Shinzo Abe's men can heal rift with China
Newly re-elected LDP has good channels of communication with Beijing, and should be able to bring relations back from the brink
Julian Ryall in Tokyo
Relations between Japan and China may be perilously low, but a new government in Tokyo - ironically, a right-of-centre administration - heralds hope that differences might be patched up, and sooner rather than later.
The Democratic Party of Japan (DPJ) government, ousted in December, was hampered by relative inexperience in dealing with China and a lack of direct contact with its counterparts in Beijing, analysts in Japan say. But that has been rectified with the return of Prime Minister Shinzo Abe's Liberal Democratic Party.
"My own sources are telling me that there were insufficient lines of communication between the two governments when the row over the Senkaku [or Diaoyu] Islands first came up. The foreign ministry here in Japan got the false impression that the purchase of the islands would be sufficient to calm the waters," said Jun Okumura, an analyst with the Eurasia Group, referring to Tokyo's decision last year to buy from a Japanese family the disputed islands that are at the heart of Sino-Japanese difficulties.
"That very quickly became a diplomatic disaster and everyone was suddenly basically covering their behinds," he added.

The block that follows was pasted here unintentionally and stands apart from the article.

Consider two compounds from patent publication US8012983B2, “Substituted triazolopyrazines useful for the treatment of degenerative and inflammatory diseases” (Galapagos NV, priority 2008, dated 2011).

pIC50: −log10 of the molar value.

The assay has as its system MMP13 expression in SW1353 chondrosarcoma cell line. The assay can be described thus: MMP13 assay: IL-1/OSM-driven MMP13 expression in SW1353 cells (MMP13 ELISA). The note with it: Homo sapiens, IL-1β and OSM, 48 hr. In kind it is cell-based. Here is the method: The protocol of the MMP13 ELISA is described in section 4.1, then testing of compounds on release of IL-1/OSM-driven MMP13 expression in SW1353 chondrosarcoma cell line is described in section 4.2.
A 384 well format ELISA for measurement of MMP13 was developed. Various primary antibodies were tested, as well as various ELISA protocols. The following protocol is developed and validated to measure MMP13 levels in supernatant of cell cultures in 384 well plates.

With the DPJ out of office, the LDP is now able to take advantage of normalisation treaties signed in the 1970s by the predecessors of the present party and its counterparts in Beijing.
"The LDP has a far better relationship with China than the last government and it has already sent [Natsuo] Yamaguchi, the head of its ally, New Komeito, to Beijing for talks," Okumura said. Masahiko Komura, vice-president of the LDP and an advocate of closer ties with China, will visit Beijing next month.
"It is very important that we show China that Japan is not all about Shintaro Ishihara and the right-wing," he added, referring to the firebrand former governor of Tokyo.
Uichiro Niwa, the former Japanese ambassador to Beijing, suggested on Monday that discussions between the two sides were already taking place behind the scenes in an effort to calm the situation.
Okumura believes that there is a political will to reduce the tension on both sides, but adds that much now depends on how China's surveillance vessels, warships and particularly its aircraft behave in the coming months.
"Essentially, the Chinese need some indication for their own domestic audience that the Japanese side has backed off," Okumura said.
Both sides will be walking a tightrope of appeasing their home crowds - the online community and military in China and the right wing in Japan - and without appearing to have given too much away.
For Japan, the bottom line will be halting forays by Chinese ships and aircraft into Japanese territorial waters. But Okumura said that it would be unreasonable to simultaneously insist on the Chinese not entering the so-called contiguous zone that lies just beyond Japanese waters, however irritating such visits might be to Japan. "If these visits [to the contiguous zone] become significantly less frequent, then that will be taken as an acceptable sign to Tokyo," he said.
The biggest concern, he added, was over incidents involving aircraft. Interceptors from Japan's Air Self-Defence Force are scrambled whenever there is an incursion, forcing China to respond in kind.
Okumura said: "That makes it a national security and military confrontation, and that has to be stopped if both sides want the situation to stabilise at all."